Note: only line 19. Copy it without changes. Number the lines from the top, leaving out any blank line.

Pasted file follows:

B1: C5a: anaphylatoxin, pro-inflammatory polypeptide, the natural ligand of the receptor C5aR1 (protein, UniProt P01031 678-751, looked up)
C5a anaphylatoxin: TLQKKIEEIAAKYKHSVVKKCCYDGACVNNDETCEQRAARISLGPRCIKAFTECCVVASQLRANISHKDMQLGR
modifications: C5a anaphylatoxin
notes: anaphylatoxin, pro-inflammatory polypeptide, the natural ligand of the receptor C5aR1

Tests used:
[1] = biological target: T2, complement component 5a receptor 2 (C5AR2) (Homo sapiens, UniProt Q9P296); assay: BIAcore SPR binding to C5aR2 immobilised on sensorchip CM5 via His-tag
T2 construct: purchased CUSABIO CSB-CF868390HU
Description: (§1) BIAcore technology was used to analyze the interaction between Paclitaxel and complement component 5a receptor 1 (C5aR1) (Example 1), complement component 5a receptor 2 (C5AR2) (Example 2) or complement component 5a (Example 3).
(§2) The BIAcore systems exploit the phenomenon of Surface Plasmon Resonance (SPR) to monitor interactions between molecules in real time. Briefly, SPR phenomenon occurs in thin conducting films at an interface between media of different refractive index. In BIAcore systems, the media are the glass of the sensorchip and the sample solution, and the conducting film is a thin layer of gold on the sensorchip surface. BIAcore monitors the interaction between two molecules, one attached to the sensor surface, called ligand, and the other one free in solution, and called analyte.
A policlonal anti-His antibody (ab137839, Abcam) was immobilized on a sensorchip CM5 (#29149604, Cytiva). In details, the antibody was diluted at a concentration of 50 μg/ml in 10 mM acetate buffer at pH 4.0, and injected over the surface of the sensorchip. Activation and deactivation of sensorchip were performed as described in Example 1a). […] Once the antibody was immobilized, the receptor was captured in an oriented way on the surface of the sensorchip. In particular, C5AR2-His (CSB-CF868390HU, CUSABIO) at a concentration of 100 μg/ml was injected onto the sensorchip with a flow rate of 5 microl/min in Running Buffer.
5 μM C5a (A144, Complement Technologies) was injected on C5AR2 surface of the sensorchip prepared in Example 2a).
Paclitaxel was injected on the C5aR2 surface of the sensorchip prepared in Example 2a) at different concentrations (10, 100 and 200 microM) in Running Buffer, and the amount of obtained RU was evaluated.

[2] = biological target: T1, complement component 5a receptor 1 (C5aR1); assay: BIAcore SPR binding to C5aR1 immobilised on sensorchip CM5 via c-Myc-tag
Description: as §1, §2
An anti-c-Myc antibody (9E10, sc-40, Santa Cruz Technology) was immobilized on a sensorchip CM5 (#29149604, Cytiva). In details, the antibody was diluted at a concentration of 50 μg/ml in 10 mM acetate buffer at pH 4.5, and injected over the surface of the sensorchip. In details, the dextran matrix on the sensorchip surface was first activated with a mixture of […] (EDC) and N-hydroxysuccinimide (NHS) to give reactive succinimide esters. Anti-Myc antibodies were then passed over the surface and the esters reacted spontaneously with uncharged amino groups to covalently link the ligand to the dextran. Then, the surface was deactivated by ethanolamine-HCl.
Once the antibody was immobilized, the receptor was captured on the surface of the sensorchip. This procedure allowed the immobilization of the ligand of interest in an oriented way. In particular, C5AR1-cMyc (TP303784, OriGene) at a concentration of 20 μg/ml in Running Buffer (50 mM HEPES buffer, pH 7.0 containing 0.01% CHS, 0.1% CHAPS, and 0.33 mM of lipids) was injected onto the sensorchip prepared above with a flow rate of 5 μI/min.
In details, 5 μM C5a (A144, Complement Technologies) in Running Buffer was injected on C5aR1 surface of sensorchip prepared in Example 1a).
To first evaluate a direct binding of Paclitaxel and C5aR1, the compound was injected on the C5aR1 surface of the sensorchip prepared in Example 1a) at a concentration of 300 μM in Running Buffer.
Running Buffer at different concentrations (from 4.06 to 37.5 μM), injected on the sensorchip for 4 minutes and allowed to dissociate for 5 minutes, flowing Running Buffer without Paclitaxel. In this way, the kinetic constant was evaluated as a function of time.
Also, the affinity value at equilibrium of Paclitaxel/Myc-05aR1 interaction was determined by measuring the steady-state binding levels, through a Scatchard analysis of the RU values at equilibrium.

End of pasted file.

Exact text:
Running Buffer at different concentrations (from 4.06 to 37.5 μM), injected on the sensorchip for 4 minutes and allowed to dissociate for 5 minutes, flowing Running Buffer without Paclitaxel. In this way, the kinetic constant was evaluated as a function of time.